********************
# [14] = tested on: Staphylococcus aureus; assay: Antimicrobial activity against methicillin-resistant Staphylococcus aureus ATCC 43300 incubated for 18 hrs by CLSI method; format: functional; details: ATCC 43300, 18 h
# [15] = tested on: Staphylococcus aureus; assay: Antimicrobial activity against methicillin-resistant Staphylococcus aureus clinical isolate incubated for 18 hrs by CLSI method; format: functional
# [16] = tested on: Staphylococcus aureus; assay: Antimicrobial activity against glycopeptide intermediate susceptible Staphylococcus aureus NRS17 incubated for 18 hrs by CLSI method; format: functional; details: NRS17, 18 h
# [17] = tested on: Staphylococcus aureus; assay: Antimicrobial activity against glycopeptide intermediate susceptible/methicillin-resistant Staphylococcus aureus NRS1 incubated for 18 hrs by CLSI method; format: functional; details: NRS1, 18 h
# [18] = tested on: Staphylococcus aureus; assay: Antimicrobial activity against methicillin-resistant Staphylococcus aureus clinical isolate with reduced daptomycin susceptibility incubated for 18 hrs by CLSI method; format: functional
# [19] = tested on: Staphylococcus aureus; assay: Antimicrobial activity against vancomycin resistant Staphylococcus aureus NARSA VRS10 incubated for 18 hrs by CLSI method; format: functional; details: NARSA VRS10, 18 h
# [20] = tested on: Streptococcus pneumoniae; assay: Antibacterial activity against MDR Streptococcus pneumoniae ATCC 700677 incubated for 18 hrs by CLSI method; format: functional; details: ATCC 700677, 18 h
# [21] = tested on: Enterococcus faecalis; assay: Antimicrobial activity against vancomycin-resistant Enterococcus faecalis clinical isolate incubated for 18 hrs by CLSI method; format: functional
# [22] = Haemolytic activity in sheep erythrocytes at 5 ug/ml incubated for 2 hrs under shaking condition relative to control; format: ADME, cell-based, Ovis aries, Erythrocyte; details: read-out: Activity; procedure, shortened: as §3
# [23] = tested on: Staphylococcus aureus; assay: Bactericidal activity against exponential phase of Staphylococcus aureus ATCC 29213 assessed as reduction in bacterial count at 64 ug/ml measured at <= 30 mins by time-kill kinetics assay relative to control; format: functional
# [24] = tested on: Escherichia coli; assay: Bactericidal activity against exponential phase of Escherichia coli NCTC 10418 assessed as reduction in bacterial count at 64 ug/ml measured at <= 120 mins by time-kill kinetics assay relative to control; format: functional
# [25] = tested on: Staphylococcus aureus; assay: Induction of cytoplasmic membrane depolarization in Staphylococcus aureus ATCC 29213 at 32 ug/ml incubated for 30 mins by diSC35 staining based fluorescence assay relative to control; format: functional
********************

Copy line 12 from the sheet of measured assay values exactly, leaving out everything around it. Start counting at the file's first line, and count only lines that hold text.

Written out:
# [25] = tested on: Staphylococcus aureus; assay: Induction of cytoplasmic membrane depolarization in Staphylococcus aureus ATCC 29213 at 32 ug/ml incubated for 30 mins by diSC35 staining based fluorescence assay relative to control; format: functional